@renthraysk
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renthraysk commented Apr 30, 2021

Aren't both instructions useful for UTF-8 rune decoding and encoding too?

@rsc
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rsc commented May 5, 2021

I suggested above generalizing runtime/internal/sys (which already provides runtime-specific CPU intrinsics, albeit mostly just math/bits stuff) to internal/*, so that we could experiment with additional intrinsics for use both by the runtime and encoding/binary and maybe other std packages, but not yet directly to end users. Does that sound reasonable as a near-term solution while we work out how (and whether) to publicly expose more intrinsics?

Sounds fine. (And anything in internal doesn't need to be in the proposal process.)

@rsc
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rsc commented May 5, 2021

It sounds like we've converged on, at least for now, doing something not user-visible that makes package binary's varint code faster. If that's correct, then this proposal should probably be declined.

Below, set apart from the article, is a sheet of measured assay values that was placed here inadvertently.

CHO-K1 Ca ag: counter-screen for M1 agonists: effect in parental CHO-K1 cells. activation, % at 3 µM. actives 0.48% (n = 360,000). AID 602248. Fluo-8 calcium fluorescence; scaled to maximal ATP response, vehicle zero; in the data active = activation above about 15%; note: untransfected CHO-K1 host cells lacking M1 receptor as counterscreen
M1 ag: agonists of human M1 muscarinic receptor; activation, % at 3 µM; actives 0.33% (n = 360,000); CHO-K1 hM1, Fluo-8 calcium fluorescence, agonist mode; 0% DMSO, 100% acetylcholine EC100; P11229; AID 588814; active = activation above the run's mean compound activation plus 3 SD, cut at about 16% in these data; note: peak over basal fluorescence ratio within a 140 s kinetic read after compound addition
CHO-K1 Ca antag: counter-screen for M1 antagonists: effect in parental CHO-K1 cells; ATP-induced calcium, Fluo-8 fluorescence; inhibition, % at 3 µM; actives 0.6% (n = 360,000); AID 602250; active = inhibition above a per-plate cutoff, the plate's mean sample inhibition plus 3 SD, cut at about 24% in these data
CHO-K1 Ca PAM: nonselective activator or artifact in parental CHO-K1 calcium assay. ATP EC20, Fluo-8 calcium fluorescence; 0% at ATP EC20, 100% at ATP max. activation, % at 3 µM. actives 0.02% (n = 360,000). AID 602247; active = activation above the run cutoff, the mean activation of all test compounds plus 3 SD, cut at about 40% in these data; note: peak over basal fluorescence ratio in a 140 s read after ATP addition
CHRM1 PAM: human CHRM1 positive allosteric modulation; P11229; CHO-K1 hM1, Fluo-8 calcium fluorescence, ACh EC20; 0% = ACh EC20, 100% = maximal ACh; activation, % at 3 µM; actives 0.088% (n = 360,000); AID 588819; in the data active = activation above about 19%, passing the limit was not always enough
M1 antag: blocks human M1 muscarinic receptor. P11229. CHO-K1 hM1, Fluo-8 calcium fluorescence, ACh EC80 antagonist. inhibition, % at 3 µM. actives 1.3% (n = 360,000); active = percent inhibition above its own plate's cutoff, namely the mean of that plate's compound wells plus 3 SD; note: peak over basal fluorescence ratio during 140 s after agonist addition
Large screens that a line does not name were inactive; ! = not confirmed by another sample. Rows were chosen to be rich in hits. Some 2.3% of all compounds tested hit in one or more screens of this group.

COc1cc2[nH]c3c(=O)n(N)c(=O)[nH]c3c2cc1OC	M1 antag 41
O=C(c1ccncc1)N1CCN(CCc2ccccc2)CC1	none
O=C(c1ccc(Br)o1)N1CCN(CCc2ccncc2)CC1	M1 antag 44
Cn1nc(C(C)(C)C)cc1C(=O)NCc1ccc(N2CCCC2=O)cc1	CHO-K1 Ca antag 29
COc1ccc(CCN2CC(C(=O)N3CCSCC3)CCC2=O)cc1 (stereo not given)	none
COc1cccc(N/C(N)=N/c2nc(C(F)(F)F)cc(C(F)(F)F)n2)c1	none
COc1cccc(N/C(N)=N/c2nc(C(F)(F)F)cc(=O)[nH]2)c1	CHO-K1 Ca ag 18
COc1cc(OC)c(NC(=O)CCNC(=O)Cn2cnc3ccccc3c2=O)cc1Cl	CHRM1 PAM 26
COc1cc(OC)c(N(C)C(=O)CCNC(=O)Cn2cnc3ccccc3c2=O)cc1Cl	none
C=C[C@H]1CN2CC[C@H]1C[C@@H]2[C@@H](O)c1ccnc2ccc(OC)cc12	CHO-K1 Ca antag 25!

Do I have that correct?

@mdempsky
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mdempsky commented May 6, 2021

Yeah, I think it's fine to decline this proposal for now in favor of internal-only intrinsics. If concrete use cases outside of the standard library arise, I think we can revisit this.

@rsc
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rsc commented May 12, 2021

Based on the discussion above, this proposal seems like a likely decline.
— rsc for the proposal review group

@rsc rsc moved this from Active to Likely Decline in Proposals (old) May 12, 2021
@rsc rsc moved this from Likely Decline to Declined in Proposals (old) May 19, 2021
@rsc
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rsc commented May 19, 2021

No change in consensus, so declined.
— rsc for the proposal review group

@rsc rsc closed this as completed May 19, 2021
@golang golang locked and limited conversation to collaborators May 19, 2022